The next morning saw me up at 6 and ready to head off further west, first to Saltash, then on to Liskeard. Again, awesome fun between Kingsbridge and the A38, then onto the fast flowing Devon Expressway all the way to Plymouth and the Tamar Bridge. I wish I could have stopped and had a closer look at Brunell’s railway bridge alongside, but I had a meeting with the Mayor of Saltash at 9, and I wasn’t going to be late. Saltash is immediately the otherside of the river to Plymouth and I was soon parked up at my destination.

An hour or so later and it was raining. Hard. I pulled the gear back on, heart a bit heavy. I knew that however wet I got now was likely to last all the way until I got back to London in the evening. As I hit the A38 again for the short hop to Liskeard it became torrential, rivers running across the road and my right Frank Thomas Aquasprint (guaranteed bone dry) full of water. The left one was ok though, i’ll change them. It got so bad that I couldn’t see anything, I had no choice but to pull over, but with no shelter for miles around it just made me wetter. At least I wasn’t riding blind anymore. A brief respite in the deluge and I was back on the bike, desperate to cover the last three miles before it started again.

Upon arrival I was drenched, but not inside the gear too much. I can’t praise Richa Monsoon trousers enough, even my cheap Spada jacket held up, and only let in a little water through the zip. My wallet in the pocket was not so fortunate though, and everything had to hit the radiators for a while. I was very disappointed with the boots though. The right one must be faulty, as the left held up fine. My crap summer gloves are still wet.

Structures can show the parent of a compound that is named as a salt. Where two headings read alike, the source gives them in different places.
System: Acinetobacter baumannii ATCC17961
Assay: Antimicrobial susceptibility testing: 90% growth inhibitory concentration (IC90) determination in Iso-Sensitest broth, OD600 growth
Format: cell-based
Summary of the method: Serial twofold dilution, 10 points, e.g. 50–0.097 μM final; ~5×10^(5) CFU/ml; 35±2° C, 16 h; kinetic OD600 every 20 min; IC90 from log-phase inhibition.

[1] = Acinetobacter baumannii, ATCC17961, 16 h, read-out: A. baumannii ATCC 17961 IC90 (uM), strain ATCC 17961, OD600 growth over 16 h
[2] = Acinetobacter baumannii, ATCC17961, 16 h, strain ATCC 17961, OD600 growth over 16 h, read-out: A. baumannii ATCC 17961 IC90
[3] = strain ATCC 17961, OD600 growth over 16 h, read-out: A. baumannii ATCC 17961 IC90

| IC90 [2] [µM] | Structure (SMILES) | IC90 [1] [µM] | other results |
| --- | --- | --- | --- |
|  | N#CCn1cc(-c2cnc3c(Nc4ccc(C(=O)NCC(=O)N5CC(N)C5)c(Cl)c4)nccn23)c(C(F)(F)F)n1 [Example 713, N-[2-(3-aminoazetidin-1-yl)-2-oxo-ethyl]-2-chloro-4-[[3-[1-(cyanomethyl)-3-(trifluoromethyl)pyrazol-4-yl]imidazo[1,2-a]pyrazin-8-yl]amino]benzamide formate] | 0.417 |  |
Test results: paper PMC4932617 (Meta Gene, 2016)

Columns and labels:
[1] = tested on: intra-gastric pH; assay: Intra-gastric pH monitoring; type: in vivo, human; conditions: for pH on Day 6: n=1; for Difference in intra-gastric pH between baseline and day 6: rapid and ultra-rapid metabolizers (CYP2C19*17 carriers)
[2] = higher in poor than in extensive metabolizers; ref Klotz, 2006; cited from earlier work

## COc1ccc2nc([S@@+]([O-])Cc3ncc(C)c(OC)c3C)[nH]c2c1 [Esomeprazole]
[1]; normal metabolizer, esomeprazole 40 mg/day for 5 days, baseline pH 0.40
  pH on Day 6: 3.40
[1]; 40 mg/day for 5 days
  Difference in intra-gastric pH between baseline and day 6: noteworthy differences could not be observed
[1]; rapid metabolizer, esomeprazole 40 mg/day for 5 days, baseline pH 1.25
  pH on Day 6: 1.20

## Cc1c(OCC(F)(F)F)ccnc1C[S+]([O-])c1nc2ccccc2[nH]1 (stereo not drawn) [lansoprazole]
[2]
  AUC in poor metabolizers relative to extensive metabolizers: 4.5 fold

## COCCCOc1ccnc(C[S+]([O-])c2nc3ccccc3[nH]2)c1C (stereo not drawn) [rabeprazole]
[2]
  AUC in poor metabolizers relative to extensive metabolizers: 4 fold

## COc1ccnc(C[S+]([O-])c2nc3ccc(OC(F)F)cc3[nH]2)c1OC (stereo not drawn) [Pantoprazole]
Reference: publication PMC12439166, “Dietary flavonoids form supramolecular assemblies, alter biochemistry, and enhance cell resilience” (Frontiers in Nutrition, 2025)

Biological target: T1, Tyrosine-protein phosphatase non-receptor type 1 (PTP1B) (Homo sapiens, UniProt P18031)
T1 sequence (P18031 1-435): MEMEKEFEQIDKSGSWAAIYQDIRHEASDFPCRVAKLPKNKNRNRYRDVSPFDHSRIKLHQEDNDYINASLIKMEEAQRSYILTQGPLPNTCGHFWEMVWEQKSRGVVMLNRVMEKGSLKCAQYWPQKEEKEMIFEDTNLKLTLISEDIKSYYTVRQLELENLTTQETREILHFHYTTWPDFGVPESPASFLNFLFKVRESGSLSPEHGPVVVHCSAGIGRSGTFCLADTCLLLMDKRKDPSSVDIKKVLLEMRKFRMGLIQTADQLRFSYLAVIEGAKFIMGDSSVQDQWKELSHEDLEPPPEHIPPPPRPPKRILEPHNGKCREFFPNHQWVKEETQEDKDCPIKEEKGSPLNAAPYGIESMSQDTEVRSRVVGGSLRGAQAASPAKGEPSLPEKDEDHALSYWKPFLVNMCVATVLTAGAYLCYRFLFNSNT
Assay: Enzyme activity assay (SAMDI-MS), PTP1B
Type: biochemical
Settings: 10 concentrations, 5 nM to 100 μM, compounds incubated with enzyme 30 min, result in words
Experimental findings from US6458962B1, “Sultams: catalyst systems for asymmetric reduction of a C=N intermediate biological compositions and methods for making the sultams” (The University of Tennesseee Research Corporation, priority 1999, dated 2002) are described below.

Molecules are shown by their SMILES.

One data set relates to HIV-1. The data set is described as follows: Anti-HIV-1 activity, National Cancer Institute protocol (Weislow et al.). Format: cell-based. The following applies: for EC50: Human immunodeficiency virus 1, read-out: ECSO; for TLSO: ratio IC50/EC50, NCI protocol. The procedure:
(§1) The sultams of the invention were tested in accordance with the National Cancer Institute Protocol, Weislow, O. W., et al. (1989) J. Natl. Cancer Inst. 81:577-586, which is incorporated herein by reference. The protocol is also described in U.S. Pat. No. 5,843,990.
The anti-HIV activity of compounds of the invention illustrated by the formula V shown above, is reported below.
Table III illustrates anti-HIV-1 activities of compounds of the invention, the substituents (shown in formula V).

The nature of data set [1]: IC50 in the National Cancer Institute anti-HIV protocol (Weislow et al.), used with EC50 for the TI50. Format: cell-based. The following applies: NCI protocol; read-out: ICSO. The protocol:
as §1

I spent a few hours in Liskeard before heading back down the A38 towards Kingsbridge. It rained solidly, again until the turn off for Kingsbridge, which has it’s own weather. It’s on a peninsula hanging off the bottom of Devon so is often missed by the main weather systems and bright and sunny when all else is drenched.

When I got to my uncle’s couldn’t face riding straight off, so I mooched for an hour or so before heading off at Quarter to Six.

When I left it was glorious sunshine and I stopped at a place called California Cross for a fill up. I then hit the road, determined not to pull over until the bike was in need of more fuel.

This riding was great, the roads were dry and riding towards London on a Saturday afternoon is a much better idea than heading South West on a Friday afternoon, there was barely any other traffic.

As the bike went further and further on the one tank I whooped inside the helmet - at the first sign with London less than 100 miles away; as I passed Stonehenge, all little milestones that the bike just ate up, frugally sipping at it’s go go juice.